Augustus Welby Northmore Pugin is celebrated as the leading exponent of the 19th-century Gothic Revival movement in Britain.
Pugin Cabinet by A W N Pugin, c. 1846
© Victoria and Albert Museum
- Oak, carved, painted and gilded Dimensions: 229.5 × 151.5 × 60.5cm
- Art Fund grant:
- £100,000 ( Total: £433,520; Tax remission)
- Acquired in:
- John Scott
Among his greatest achievements are the co-design (with the architect Charles Barry) of the Palace of Westminster in London, and his own house, the Grange, at Ramsgate, Kent, for which this oak cabinet was made. The Grange was constructed to Pugins designs by the builder George Myers between 1843 and 1844. Pugin created elaborate decorative schemes for the interiors, making the house one of the most important domestic buildings of the 19th century. This cabinet probably stood in the dining room, beneath the stencilled ceilings and opposite the ornately carved fireplace. It is painted and gilded with symbols of personal significance: Pugins monogram appears on the upper panels, while the lower panels are emblazoned with the arms of the Pugin and Welby families (his father was French, his mother a Welby of Lincolnshire). The motto Manners maketh man, carved into the upper doors, is an illustration of the moralising mottoes that frequently appear in Pugins work. Pugin studied and collected original Gothic furniture and the richly carved form of this cabinet is based on early-16th-century cupboards used for serving and storing food. Air holes pierced in the upper doors suggest it may have been used for the same purpose. The cabinet was probably made by Pugins regular collaborator George Myers, and the ornate brass hinges and escutcheons are by Hardman of Birmingham. It has been on loan to the V&A since 1991, and now ranks as the most significant item of domestic furniture designed by Pugin in the museums entire collection.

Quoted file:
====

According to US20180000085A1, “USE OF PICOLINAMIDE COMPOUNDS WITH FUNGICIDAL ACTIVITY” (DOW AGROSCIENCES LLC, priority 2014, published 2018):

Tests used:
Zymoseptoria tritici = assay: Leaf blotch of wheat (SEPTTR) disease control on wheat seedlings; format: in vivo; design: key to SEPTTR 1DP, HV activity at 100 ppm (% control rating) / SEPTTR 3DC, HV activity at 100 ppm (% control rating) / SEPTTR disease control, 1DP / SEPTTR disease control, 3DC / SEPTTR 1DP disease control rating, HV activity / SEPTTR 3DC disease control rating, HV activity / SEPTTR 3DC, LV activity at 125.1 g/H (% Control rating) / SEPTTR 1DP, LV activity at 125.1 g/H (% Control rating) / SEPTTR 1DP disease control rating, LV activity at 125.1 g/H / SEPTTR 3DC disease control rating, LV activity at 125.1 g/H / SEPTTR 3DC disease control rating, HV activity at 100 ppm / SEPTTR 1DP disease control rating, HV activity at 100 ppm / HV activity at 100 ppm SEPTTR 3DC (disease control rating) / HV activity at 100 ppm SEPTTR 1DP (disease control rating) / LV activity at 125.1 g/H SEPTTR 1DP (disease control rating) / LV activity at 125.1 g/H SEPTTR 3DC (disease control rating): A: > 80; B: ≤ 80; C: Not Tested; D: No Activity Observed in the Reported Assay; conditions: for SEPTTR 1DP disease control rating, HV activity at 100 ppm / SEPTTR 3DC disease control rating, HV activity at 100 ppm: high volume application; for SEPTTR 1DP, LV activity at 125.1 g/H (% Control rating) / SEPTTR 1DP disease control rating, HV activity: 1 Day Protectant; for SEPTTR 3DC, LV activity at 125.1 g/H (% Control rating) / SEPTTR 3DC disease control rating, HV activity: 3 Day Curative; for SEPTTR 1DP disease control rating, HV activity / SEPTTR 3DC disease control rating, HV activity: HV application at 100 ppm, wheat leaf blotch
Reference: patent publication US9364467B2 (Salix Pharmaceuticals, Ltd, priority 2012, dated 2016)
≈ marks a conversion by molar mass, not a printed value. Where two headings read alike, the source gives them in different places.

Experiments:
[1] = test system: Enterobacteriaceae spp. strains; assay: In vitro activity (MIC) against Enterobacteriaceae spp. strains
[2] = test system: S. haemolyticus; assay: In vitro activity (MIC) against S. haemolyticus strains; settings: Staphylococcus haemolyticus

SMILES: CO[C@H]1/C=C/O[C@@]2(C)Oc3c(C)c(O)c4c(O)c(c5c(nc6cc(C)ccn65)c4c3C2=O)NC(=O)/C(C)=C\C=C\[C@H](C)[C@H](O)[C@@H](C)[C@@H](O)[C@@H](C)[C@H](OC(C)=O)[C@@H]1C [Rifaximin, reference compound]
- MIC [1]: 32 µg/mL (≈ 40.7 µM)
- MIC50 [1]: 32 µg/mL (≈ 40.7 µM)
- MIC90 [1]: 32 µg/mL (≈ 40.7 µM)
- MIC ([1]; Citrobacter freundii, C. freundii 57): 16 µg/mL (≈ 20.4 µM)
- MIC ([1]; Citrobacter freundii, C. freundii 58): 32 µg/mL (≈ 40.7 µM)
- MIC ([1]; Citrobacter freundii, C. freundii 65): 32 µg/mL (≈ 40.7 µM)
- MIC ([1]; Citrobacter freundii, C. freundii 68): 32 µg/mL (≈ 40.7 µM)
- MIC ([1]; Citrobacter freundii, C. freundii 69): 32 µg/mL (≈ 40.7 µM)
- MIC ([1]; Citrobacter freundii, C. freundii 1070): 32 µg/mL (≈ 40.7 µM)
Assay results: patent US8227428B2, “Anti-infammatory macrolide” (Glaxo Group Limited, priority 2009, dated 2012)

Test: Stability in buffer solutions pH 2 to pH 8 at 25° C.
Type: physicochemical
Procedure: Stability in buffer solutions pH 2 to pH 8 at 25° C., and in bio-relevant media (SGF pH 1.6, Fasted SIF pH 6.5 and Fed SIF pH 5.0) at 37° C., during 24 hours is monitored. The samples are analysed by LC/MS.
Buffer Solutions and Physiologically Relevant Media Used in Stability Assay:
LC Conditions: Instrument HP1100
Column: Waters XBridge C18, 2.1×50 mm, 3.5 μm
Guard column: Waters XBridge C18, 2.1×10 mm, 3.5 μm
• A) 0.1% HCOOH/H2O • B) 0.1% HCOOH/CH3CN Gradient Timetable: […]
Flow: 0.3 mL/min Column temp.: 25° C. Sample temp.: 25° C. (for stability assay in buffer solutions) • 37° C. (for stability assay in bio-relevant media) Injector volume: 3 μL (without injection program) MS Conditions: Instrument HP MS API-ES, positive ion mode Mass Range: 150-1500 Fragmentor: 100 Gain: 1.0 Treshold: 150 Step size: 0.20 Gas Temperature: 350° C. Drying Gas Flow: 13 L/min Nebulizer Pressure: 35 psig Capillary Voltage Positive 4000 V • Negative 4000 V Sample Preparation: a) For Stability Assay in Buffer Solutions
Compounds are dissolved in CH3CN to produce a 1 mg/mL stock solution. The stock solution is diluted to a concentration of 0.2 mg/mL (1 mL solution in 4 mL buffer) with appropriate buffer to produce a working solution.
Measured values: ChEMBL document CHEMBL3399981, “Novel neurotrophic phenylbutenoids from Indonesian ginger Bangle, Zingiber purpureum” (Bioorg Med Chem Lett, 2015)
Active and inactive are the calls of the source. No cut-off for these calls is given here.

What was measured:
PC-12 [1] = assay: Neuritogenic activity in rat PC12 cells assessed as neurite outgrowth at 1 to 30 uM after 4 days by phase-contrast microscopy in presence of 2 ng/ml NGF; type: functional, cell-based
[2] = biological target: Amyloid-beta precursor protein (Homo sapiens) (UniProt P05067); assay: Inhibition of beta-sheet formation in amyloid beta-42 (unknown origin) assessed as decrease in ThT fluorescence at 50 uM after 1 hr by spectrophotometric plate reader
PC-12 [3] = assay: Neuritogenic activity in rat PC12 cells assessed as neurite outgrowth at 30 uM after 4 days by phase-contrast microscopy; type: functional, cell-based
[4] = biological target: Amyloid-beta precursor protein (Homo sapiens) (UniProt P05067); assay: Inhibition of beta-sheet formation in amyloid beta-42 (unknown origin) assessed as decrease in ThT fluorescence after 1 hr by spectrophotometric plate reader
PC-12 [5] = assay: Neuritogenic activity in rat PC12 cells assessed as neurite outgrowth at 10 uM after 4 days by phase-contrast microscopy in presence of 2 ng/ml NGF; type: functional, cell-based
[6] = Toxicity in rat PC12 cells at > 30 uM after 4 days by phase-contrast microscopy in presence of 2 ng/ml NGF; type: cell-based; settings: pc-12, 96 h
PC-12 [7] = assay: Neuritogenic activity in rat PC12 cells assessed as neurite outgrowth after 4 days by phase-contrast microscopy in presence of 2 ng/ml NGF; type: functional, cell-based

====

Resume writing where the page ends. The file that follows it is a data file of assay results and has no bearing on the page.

The Grange, Ramsgate, Kent; by descent in the family; sold at auction, James Adam & Sons, Dublin, 1984; where acquired by John Scott.